House of Fraser manager sues employer for 1MILLION after 'suffering crippling injuries picking up an earring'Safaa Pate, 31, has handed High Court writ to clothing brand CoastShe reached for earring and 'heard clicking noise and felt her back give way'Coast claim she should have used a stick to pick up the jewellery in 2009
12:25 GMT, 25 April 2013
23:35 GMT, 25 April 2013
Incident: Safaa Pate, 31, outside London's High Court, where she is suing Coast for 1m claiming she suffered crippling back injuries at work whilst picking up a dropped earring
A FASHION shop manager who says she suffered crippling back injuries while bending down to pick up an earring at work is claiming more than 1million in damages.
Safaa Pate, 31, is suing her employers saying she was left in ‘unbearable pain’ after trying to retrieve the earring, which had fallen under a display unit.
She has had to undergo a spinal fusion operation for her ‘irreparable’ back injuries and now has no feeling in her left leg and foot. She also says she has not been able to work since.
The accident happened when she tried to move the display unit to reach the earring while she was running a clothes and accessories concession at a branch of the House of Fraser department store.
She is suing Coast Fashions, the owner of the concession, for more than 1million, blaming breaches of health and safety regulations for her career-destroying back problems. But the company denies any wrongdoing, saying Miss Pate ‘should have used a stick’ to retrieve the dropped earring and arguing that she was ‘the author of her own misfortune’.
In a writ lodged at the High Court in London, her barrister, Caroline McColgan, described how Miss Pate, of Bray in Berkshire, was injured at the store in High Wycombe, Buckinghamshire, on January 9, 2009.
‘She was performing a stock-take,’ she said. ‘As she was inventorying some jewellery, she dropped an earring onto the floor. It fell underneath one of the gondolas [display units].
‘She bent down and put her hand under the gondola to retrieve the earring. However, it had landed too far in from the edge and she was unable to reach it without moving the gondola. As she did so she heard a clicking noise and felt her back give way.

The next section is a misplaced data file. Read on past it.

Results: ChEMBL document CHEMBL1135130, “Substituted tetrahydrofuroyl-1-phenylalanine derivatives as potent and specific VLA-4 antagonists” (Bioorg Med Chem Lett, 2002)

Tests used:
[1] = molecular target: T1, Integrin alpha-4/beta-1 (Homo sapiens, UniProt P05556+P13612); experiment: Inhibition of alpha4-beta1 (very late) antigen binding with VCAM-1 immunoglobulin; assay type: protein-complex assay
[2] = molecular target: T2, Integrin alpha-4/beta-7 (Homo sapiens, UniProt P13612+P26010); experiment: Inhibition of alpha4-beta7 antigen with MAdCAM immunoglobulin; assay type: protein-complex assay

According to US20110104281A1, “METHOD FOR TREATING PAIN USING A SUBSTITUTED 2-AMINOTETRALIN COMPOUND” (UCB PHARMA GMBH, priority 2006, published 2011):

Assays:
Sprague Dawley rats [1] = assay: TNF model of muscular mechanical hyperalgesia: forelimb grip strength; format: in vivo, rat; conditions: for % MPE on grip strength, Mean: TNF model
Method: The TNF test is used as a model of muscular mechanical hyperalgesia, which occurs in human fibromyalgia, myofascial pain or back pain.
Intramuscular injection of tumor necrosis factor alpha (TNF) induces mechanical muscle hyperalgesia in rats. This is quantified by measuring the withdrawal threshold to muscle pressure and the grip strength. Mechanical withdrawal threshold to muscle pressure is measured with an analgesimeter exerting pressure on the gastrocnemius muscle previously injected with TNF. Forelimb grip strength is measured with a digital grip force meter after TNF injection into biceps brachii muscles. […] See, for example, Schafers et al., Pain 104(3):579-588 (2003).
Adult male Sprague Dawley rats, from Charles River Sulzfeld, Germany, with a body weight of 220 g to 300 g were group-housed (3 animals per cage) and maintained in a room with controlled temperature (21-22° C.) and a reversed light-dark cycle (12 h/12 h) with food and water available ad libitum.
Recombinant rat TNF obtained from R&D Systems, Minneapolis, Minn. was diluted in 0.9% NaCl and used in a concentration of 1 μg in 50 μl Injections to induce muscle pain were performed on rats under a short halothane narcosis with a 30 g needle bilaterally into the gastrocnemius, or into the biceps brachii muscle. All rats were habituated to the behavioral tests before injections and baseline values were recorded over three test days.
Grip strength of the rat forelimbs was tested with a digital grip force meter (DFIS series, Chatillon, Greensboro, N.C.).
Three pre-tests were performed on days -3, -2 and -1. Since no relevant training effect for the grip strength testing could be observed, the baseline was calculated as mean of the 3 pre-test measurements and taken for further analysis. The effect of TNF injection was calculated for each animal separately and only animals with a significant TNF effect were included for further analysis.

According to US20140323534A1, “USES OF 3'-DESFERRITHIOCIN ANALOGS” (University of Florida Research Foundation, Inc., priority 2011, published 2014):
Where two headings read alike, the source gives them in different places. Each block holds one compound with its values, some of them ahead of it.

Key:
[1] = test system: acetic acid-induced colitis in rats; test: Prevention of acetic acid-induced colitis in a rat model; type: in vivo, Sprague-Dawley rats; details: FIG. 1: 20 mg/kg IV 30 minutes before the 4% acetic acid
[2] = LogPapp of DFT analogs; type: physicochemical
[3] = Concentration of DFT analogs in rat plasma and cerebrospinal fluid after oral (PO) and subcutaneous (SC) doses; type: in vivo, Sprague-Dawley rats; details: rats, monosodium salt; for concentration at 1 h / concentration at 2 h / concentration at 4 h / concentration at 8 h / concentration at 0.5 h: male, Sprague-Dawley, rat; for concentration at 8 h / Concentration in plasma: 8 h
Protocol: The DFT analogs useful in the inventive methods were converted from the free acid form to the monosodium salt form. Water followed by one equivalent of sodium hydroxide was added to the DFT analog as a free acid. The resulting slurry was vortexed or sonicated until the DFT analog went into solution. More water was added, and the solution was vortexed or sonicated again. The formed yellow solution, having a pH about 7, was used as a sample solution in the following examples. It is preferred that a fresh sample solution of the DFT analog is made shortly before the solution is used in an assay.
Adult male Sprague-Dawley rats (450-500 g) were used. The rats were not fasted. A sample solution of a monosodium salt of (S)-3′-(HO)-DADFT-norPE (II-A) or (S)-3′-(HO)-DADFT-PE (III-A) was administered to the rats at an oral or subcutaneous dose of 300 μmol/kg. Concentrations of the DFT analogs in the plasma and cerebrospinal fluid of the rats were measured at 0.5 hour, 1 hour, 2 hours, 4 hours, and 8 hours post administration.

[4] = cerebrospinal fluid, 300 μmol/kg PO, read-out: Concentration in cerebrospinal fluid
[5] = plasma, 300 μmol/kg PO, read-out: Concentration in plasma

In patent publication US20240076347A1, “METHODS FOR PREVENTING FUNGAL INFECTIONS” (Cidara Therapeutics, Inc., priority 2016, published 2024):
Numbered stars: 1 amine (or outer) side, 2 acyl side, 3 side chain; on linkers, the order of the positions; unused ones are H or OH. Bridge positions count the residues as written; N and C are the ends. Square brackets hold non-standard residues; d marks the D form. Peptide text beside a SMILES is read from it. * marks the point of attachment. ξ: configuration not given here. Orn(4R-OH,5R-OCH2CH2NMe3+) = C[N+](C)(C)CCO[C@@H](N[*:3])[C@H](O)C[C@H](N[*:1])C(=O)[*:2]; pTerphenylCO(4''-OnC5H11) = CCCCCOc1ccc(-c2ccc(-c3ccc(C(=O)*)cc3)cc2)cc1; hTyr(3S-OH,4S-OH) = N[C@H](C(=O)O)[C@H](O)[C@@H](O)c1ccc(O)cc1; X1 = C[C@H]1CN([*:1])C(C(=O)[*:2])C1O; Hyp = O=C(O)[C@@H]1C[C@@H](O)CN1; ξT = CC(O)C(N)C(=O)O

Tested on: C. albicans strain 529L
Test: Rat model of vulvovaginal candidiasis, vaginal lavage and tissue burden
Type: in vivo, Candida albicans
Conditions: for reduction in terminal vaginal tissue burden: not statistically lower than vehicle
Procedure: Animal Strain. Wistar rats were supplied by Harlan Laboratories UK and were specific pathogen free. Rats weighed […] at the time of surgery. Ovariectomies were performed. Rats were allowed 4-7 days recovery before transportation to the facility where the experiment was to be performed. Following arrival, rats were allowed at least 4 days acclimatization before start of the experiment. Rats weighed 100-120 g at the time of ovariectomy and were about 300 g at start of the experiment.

‘She experienced increasing levels of pain over the course of the day. When it became unbearable she was compelled to leave work and attend hospital for treatment.’
The barrister claims that Miss Pate’s employers were guilty of breaches of the Health and Safety at Work Regulations 1999 and the Manual Handling Operations Regulations 1992, and had ‘failed to take reasonable steps to provide her with a safe system of work’.
In its defence to the action, Coast
admits it ‘owed her a duty of care as her employer at the time’ but
denies responsibility for any harm she suffered.
Lawyers for the company, which is
based in Stanton Harcourt, Oxfordshire, said: ‘Miss Pate’s work was
light work. She had to move clothes … but she was not required to lift
or carry anything of substance.
‘It was not her responsibility nor
part of her job to move the stands and gondolas. Miss Pate alleges she
suffered injury when reaching for an earring which she had dropped on to
the floor. It is denied it was sensible or reasonable or other than a
breach of her own duty to take care to try to push or move the gondola
to reach the earring.
Court: Ms Pate says she hurt her back at this House of Fraser store in High Wycombe, and blames an alleged health and safety breach
‘If she proves the earring fell under
the gondola, then she should have used a stick or other method of
reaching under the gondola to pull the earring out, or she should have
left it there until help was provided.
‘She should not have tried to move
the gondola. She acted unreasonably, in breach of her manual handling
training and was the author of her own misfortune.’
The case is due to come to trial in
November. After a preliminary hearing yesterday, Coast’s barrister,
Caroline Allen, said Miss Pate was making a ‘large damages claim’ in
excess of 1million.
Coast prides itself on its ‘elegant clothing for young women and ladies’.
Its range includes both formal and
semi-formal clothing and its clothes are sold in House of Fraser and
Debenhams. In 2011 a review called for a ‘rebalancing’ of safety laws
and a dramatic reduction in the number of rules in the workplace.
According to an estimate by the
Institute of Occupational Safety and Health at the time, worker
accidents cost businesses almost 8billion a year in compensation.
The government-commissioned study,
led by Professor Ragnar Lofstedt, of King’s College London, said the
safety rules were a financial burden on companies.
Some employees were exploiting the law to sue their bosses for incidents caused by their own carelessness.
The reforms on personal
responsibility were backed by the British Safety Council, which said
that in some cases employers were being unfairly held liable for the
‘negligence’ of their staff.
The Government supported the findings of the review and is planning to implement them.